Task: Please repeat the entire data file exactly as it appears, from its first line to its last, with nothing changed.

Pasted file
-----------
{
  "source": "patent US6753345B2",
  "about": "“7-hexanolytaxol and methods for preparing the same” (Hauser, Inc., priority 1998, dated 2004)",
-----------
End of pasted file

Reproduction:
{
  "source": "patent US6753345B2",
  "about": "“7-hexanolytaxol and methods for preparing the same” (Hauser, Inc., priority 1998, dated 2004)",